Submitted to: Journal of Applied Microbiology
Publication Type: Peer Reviewed Journal
Publication Acceptance Date: January 29, 2003
Publication Date: September 1, 2003
Citation: ANDERSON, K.L., LEBEPE MAZUR, S.M. COMPARISON OF RAPID METHODS FOR THE EXTRACTION OF BACTERIAL DNA FROM COLONIC AND CECAL LUMEN CONTENTS OF THE PIG. JOURNAL OF APPLIED MICROBIOLOGY. 2003. v. 94. p.988-993. Interpretive Summary: Molecular biological techniques are rapidly becoming very popular in the study of the pigs gastrointestinal micro-flora. Many of these techniques require extracting DNA from intestinal samples. A number of different laboratory protocols have been developed for extracting microbial DNA from various types of environmental samples. However, it is not certain which of these techniques are most effective for extracting bacterial DNA from pig intestinal contents. Thus, we compared the effectiveness of a number of popular DNA extraction techniques. Of these, four provided the largest quantity of extracted DNA from intestinal samples. DNA from these four extraction procedures was further evaluated for the presence of substances that would inhibit polymerase chain reaction (PCR). By amplifying a segment of the 16S ribosomal gene, the efficiency of PCR amplification was determined for each DNA extract. We were able to obtain PCR amplification of DNA extract from these four extraction procedures, which indicated the absence of strong inhibitors of PCR in any of the extracted DNA. However, the efficiency of amplification tended to be lower in DNA from two of the four extraction methods. This indicated that low levels of PCR inhibitors were present in DNA from two of the extraction methods. The results of this study provide a basis for choosing which DNA extraction protocol to use when studying bacteria present in the contents of the pig gastrointestinal tract.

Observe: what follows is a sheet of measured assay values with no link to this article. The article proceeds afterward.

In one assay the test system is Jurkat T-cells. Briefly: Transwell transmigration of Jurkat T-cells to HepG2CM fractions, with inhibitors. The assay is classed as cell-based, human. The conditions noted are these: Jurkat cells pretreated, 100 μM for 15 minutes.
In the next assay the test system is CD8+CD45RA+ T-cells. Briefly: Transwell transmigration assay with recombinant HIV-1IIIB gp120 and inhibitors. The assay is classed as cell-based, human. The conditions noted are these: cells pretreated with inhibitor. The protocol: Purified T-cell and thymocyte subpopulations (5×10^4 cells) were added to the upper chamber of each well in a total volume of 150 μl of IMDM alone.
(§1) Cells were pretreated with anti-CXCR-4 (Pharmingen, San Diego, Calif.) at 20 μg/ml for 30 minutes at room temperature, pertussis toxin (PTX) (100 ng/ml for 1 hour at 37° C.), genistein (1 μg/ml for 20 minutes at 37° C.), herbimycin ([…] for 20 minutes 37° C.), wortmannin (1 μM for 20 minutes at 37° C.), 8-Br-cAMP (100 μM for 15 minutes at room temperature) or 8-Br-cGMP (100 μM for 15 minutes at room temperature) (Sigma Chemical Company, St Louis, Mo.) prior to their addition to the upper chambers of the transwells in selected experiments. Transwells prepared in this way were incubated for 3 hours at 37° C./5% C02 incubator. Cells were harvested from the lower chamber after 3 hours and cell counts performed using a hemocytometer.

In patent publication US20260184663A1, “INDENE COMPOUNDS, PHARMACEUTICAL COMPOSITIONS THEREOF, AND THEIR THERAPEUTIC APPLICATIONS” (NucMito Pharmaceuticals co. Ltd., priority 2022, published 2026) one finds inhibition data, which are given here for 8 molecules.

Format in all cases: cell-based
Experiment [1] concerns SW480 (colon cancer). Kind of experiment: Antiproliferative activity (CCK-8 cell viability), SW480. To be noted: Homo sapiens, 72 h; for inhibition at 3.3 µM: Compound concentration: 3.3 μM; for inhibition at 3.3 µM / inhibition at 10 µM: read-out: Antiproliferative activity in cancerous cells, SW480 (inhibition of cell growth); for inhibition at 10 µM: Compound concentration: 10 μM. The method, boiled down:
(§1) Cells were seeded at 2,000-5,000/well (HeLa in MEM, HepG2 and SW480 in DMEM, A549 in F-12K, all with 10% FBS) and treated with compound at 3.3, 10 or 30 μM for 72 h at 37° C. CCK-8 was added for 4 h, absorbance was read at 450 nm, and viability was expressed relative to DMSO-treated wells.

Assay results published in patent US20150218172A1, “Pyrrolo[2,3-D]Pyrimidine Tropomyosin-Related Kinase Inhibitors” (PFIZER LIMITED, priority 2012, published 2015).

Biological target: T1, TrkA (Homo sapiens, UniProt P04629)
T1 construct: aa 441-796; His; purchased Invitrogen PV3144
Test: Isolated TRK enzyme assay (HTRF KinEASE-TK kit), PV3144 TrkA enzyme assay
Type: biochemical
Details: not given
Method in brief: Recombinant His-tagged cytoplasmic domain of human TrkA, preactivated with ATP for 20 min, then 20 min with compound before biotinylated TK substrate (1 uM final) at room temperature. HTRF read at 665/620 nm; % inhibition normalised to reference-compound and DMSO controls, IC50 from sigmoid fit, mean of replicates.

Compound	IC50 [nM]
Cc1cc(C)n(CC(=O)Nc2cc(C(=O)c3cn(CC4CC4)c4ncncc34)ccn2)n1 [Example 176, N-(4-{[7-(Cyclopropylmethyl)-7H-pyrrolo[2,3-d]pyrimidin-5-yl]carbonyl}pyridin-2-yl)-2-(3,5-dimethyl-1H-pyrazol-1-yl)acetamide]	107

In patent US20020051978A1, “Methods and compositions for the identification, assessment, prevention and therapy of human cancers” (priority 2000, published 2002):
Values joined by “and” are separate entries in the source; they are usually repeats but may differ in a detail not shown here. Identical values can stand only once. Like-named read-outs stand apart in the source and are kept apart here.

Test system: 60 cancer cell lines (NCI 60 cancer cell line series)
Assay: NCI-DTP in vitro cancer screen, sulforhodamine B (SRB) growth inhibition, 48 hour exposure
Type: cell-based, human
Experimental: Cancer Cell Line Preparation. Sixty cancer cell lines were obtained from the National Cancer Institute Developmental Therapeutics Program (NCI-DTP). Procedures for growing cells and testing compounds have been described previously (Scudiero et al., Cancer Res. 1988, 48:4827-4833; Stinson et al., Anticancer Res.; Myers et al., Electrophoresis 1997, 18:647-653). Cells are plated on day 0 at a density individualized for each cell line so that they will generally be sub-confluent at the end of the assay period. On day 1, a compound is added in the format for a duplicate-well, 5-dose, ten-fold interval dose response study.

Technical Abstract: The increasing use of DNA methodologies to study the microflora of the pig gastrointestinal tract requires an efficient recovery of bacterial DNA from intestinal samples. Thus, the objective of this study was to determine which extraction methods are most effective for colonic and cecal lumen samples from pigs. Several routinely used nucleic acid extraction procedures were compared based upon quantity and purity of extracted DNA. Four methods were found to provide the greatest quantity of extracted DNA for both colonic and cecal samples. These methods were further analyzed for the presence of PCR inhibitors, which was ascertained by determining the efficiency of amplification of a segment of the 16S rDNA. PCR amplification could be readily achieved with DNA extracted by each of these four methods. Thus, no strong inhibitors of PCR amplification were detected in any of the extracted DNA. However, the efficiency of amplification was lower in DNA samples from two of the methods, suggesting the presence of low levels of PCR inhibitors. Results of this study provide a basis for choosing which DNA extraction procedures are most effective for pig lumen samples.